Phishing: A fraud method in which the fraudster sends out a legitimate-looking email in an attempt to gather personal and financial information from recipients. The scammer sends an email to an unsuspecting customer that may look just like a legitimate Walmart email (including use of the Walmart logo.) If the customer falls for the bait (thus the “fishing” reference), the thief could get credit card numbers, PINs, account passwords, expiration dates, credit card/bank account numbers and even Social Security numbers. Learn more about phishing.
Vishing: Vishing is very similar to "phishing" but instead of occurring through email, vishing happens over the phone. In these scams, fraudsters pose as a trusted retailer or bank and obtain personal information from the customer by requesting they "verify" the information on file. The information gained is then used for fraudulent transactions.
A good rule of thumb: If someone is contacting you to verify your personal information, it is very likely you did not provide it to them in the first place, and it is not a legitimate request. Legitimate companies will not expect you to provide your social security number or other personal information when they call you. If you receive a call like this, do not provide any information. If in doubt, call back a trusted number for the company, such as the one on a statement or invoice, the back of your credit/debit card, or on their official website (Do not use the phone number provided by the person on the phone or sent through a suspicious email.) Learn more about vishing.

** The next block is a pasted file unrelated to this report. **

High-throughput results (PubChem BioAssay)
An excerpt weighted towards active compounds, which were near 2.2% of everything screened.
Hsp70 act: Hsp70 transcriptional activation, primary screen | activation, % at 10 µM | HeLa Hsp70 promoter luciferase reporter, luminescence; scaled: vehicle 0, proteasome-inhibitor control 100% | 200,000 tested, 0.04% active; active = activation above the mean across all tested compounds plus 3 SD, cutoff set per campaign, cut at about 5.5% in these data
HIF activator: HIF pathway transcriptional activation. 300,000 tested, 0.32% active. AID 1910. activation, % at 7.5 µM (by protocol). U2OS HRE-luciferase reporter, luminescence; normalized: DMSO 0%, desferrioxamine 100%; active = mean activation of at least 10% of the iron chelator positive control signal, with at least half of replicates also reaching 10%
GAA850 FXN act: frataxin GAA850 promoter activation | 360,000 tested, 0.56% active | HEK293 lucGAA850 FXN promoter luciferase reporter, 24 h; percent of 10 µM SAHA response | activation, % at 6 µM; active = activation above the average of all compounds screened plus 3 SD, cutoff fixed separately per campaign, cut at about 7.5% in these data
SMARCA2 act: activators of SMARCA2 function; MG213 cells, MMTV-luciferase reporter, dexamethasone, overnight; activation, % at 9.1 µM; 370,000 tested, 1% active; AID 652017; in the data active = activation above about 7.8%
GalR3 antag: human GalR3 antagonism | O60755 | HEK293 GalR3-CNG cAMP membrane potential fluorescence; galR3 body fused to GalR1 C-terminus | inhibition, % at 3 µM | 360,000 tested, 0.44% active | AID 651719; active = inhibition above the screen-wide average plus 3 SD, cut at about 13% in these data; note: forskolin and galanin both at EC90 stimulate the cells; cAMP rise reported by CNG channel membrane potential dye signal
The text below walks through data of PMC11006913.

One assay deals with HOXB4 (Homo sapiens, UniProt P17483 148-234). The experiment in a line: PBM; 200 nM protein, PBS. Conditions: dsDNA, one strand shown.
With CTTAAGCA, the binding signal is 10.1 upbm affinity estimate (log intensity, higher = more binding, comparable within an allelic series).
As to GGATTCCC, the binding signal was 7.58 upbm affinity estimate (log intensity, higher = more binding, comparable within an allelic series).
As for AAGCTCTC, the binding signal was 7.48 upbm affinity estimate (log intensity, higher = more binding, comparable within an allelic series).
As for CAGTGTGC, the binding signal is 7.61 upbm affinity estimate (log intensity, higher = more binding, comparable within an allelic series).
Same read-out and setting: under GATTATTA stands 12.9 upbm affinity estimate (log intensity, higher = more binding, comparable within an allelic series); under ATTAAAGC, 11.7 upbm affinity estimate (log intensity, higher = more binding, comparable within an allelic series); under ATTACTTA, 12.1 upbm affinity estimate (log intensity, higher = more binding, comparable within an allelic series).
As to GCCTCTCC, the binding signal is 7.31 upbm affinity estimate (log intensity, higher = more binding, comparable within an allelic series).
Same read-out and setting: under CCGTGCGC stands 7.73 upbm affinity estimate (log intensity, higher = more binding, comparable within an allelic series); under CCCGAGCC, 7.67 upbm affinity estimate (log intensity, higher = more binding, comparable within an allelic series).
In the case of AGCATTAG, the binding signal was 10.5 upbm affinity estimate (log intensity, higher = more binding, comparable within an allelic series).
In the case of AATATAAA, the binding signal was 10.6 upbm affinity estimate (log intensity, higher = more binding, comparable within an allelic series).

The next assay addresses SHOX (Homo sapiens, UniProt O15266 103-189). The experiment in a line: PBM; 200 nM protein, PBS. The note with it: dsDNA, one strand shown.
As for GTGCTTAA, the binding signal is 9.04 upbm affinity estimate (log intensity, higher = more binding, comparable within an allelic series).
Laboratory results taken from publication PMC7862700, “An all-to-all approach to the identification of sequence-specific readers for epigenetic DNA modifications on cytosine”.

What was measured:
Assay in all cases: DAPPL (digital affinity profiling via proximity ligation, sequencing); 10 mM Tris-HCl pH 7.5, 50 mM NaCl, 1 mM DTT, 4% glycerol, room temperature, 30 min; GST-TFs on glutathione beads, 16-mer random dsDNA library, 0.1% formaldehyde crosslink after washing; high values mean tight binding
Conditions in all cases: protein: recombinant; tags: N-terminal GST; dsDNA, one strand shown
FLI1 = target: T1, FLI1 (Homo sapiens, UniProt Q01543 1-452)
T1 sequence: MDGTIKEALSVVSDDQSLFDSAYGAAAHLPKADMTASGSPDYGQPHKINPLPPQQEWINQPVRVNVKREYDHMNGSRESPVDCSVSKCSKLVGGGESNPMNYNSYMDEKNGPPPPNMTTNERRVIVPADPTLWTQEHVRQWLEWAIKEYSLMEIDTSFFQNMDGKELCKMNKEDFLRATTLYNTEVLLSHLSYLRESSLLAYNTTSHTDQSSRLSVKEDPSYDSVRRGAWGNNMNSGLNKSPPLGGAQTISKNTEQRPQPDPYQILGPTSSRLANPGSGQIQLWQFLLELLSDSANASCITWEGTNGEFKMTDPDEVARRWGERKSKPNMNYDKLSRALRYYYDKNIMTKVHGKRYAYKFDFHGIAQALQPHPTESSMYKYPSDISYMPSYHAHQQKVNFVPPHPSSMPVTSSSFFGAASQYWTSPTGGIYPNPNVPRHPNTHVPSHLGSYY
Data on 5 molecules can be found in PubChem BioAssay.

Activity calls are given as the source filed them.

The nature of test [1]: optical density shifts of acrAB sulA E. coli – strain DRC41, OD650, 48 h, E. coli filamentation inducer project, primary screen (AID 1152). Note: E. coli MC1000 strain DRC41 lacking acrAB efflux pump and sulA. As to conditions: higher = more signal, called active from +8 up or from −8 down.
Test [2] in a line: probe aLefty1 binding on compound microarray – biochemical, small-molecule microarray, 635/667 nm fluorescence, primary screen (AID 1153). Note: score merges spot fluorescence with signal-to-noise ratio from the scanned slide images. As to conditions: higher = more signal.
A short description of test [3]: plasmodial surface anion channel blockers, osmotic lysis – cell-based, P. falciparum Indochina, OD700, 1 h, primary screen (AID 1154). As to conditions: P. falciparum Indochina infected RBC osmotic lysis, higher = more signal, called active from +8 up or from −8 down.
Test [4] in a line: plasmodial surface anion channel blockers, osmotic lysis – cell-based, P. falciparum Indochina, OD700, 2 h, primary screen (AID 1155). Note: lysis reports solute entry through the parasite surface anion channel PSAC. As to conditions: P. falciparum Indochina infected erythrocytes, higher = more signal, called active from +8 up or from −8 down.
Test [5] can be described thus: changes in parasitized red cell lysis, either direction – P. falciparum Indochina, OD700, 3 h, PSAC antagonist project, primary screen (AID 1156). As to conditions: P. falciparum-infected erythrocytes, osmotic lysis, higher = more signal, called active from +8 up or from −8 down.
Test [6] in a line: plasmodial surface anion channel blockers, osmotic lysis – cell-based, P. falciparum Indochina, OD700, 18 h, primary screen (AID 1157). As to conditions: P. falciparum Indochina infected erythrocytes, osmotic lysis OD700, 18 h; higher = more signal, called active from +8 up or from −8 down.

Smishing: A combination of the terms "SMS" and "phishing." It is similar to phishing, but refers to fraudulent messages sent over SMS (text messaging) rather than email. The fraudster may text you saying you’ve won a free gift card. Remember, you can’t win a contest you didn’t enter. Walmart doesn’t notify winners of any contest via text message. Learn more about smishing.
Tips to avoid these scams
- Never provide personal information in response to an unsolicited request, whether it is over the phone or internet. A trusted company will never ask a customer for highly sensitive information during a call they initiated. A financial institution may ask for the account holder’s partial Social Security Number for verification, but they will never ask for the entire Social Security Number, account number or PIN.
- Do not respond to any suspicious looking email, automated calls, or text messages.
- Don’t trust the Caller ID. Fraudsters can manipulate the Caller ID to have it display a legitimate business’ name. To be safe, you can check to see if the phone number matches the number that appears on your bank statement, credit/debit card, or on their official website.
- Avoid fraudulent sites by entering web addresses directly into the browser yourself or by using bookmarks you create. Do not click on links in emails that you did not directly request from a company or that look suspicious.
- If you have fallen victim to such a scam, contact your financial institution immediately to protect your accounts.
Don't respond or reply to an email, phone call, or text message that:
- Requires you to supply personal or account information directly in the email
- Requires you to click on a link to provide more personal or account information
- Threatens to close or suspend your account if you do not take immediate action
- Invites you to answer a survey that asks you to enter personal or account information
- States that your account has been compromised or that there has been third-party activity on your account, then asks you to enter or confirm your personal or account information